Also known as a portosystemicor hepatic shunt, a portosystemic shunt (PSS) is caused by an abnormal vascular connection between the portal vein and the liver, shunting the vein directly into the systemic circulation bypassing the essential detoxifying process in the liver.
Normally the portal vein transports blood from the gastrointestinal tract, spleen, gallbladder, pancreas, and stomach to the liver, whose role is to act as the cat’s waste treatment plant. These shunts are commonly caused when the fetal blood vessels (which bypass the liver during development) have failed to close.
The blood arriving via the portal vein is rich in nutrients extracted from the food as well as bacteria, toxins (and drugs) your cat has eaten and hormones produced by various glands in the cat’s body. The liver processes these nutrients, toxins/drugs and hormones before releasing the blood to the rest of the body via the hepatic vein, into the vena cava and up to the heart which then circulates it around the body.
Due to the lack of normal detoxification of blood performed by the liver, toxic substances that should have been removed build up in the bloodstream and are circulated around the body. Some of these are toxic to the brain (known as neurotoxins). Ammonia is a neurotoxin which is able to cross the blood-brain barrier, as well as that, it is also believed it increases blood-brain barrier permeability, allowing other toxins such as phenols and bile salts to enter the brain, this leads to central nervous system dysfunction, this is known as hepatic encephalopathy (HE).
The lack of nutrients in the blood which would normally go to the liver also affects normal liver growth, the liver is small (hypoplastic), which further adds to the problem.
Portosystemic shunts may be congenital (present at birth) or acquired (occurring as a result of secondary liver conditions), almost all shunts in cats are congenital who typically demonstrate clinical signs within 12 months of age. Persians, Himalayans, and Siamese are over-represented and it is seen more commonly in males. Shunts may be intrahepatic or extrahepatic. Intrahepatic shunts are located within the liver, extrahepatic shunts are located on the outside of the liver. Cats are more prone to developing extrahepatic shunts.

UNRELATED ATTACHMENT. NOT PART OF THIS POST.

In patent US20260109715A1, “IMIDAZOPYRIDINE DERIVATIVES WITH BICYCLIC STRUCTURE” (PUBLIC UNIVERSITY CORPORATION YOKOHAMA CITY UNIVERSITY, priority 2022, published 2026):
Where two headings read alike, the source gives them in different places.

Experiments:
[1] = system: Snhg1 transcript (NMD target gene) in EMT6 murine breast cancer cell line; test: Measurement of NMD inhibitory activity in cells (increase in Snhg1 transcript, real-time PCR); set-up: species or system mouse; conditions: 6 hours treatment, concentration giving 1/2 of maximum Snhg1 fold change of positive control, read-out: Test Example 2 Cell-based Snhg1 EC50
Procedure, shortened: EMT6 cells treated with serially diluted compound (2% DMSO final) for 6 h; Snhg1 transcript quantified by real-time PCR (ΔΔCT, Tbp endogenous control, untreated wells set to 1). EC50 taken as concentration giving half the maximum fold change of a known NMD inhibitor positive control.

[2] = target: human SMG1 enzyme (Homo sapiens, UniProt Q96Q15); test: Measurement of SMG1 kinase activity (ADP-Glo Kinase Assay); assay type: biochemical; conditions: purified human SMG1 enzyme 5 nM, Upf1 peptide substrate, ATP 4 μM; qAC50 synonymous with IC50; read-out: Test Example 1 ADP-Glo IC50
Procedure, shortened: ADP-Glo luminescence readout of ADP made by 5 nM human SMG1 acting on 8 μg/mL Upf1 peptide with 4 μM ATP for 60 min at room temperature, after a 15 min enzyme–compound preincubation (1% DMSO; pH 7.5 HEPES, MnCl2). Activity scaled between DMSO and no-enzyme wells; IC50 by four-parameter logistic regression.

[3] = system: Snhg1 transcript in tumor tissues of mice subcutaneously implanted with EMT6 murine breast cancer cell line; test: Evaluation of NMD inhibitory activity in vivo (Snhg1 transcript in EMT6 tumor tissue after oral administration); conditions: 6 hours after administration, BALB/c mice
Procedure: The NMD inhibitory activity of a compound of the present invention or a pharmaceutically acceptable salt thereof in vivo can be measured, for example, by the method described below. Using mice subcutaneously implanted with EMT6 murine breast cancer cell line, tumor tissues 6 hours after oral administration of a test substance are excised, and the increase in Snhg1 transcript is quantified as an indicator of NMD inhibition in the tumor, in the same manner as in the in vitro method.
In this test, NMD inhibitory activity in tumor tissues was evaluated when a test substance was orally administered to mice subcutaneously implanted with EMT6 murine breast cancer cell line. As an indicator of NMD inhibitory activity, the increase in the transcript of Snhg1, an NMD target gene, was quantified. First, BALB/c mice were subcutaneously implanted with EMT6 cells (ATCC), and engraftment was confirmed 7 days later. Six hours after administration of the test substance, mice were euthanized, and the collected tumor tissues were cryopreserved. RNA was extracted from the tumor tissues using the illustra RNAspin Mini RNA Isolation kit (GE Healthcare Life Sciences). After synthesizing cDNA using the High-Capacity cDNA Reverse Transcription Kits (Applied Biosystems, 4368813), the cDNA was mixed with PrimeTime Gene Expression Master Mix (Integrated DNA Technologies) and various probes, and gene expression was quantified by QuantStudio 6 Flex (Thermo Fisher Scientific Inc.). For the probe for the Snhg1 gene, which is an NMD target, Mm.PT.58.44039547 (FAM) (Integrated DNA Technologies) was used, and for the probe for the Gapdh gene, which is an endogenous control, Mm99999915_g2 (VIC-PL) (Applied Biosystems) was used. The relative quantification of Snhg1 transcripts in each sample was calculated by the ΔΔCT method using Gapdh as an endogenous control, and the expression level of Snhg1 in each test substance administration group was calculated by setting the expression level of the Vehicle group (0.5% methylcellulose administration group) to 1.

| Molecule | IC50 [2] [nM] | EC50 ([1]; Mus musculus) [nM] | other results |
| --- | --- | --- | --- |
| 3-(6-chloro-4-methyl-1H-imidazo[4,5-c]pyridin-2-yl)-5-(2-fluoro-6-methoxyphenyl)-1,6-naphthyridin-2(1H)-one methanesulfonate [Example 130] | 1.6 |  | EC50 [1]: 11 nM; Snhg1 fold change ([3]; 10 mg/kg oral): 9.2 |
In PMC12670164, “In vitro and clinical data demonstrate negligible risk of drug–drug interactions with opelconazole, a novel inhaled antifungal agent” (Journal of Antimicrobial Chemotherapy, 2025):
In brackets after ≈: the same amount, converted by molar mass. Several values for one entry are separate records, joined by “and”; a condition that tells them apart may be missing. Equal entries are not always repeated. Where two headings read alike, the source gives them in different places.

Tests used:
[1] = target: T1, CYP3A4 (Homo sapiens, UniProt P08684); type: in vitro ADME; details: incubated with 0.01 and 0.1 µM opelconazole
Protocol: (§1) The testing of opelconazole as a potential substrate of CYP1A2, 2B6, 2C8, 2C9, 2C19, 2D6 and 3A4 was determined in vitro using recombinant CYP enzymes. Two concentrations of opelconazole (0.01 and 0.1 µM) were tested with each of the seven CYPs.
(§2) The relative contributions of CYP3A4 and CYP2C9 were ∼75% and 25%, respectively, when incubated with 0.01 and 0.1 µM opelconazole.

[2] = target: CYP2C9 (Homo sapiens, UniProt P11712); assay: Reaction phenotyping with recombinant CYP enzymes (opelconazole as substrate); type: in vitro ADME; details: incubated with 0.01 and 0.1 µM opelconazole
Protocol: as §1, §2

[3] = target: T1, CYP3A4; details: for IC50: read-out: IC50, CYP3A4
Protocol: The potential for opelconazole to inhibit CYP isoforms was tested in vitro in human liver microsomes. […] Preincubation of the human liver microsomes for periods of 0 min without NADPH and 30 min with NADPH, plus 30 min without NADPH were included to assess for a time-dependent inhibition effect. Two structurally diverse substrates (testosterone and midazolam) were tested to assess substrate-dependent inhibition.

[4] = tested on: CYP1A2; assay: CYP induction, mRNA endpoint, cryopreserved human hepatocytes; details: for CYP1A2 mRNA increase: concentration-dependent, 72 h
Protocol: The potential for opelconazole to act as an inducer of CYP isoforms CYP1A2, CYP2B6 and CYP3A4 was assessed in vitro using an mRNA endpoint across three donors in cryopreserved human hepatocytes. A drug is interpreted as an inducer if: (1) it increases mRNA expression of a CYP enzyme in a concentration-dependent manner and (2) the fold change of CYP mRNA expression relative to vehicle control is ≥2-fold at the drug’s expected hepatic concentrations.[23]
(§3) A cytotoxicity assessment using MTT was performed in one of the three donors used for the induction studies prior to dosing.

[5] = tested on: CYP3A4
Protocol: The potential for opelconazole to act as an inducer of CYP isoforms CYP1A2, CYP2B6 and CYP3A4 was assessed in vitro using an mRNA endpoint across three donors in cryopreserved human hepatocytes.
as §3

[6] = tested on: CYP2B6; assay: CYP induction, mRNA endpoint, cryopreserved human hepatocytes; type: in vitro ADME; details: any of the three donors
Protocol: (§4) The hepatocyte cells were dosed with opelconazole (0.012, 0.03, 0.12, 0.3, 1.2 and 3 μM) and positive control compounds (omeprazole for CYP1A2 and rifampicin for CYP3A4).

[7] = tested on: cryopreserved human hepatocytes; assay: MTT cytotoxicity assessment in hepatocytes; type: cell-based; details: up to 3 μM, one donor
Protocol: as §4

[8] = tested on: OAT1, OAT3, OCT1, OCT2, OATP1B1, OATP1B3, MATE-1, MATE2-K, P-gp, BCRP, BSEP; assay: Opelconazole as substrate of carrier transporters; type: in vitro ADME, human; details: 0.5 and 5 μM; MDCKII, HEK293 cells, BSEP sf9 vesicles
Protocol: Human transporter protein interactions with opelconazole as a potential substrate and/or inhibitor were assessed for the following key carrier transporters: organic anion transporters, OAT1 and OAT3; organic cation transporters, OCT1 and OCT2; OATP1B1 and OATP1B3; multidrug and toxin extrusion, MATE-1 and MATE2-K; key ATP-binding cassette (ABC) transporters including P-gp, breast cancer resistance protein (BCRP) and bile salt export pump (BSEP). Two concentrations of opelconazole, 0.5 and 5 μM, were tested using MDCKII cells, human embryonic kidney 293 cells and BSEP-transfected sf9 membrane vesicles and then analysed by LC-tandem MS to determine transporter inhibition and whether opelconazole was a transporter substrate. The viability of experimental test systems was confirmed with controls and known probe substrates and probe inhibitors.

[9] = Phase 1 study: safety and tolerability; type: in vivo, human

a) Shows a normal liver with no connection between the portal vein (bottom) and the hepatic vein (top). Blood reaches the liver via the portal vein where it is detoxified exiting the liver via the hepatic vein and into the systemic circulation.
b) Intrahepatic shunt: Shows an abnormal connection between the portal vein and the hepatic vein inside the liver, meaning the blood bypasses normal detoxification.
c) Extrahepatic shunt. This image shows an abnormal connection located outside the liver which shunts blood directly to the vena cava, bypassing normal detoxification.
What are the symptoms of a liver shunt?
Central nervous system disorders are commonly seen in cats with a portosystemic shunt due to the build-up of toxins in the cat’s brain. Liver insufficiency, central nervous system and urinary disorders can all occur in cats with portosystemic shunts. Common symptoms may include:
Straining to urinate due to ammonium biurate bladder stone formation
Blood in urine due to ammonium biurate bladder stones
How is a portosystemic shunt diagnosed?
Your veterinarian will perform a complete physical examination of your cat and obtain a medical history from you. There may be a history of prolonged recovery after anesthesia or the pet owner/veterinarian may have noticed the cat is on the small size or losing weight. If your cat is suffering from hepatic encephalopathy neurological signs may be observed during the examination.
A number of medical tests will help your veterinarian to diagnose a liver shunt. These may include:
Complete blood count– In most cases, this test will not show any abnormalities, sometimes abnormally small red blood cells (microcytosis) may be found or mild, nonregenerative anemia.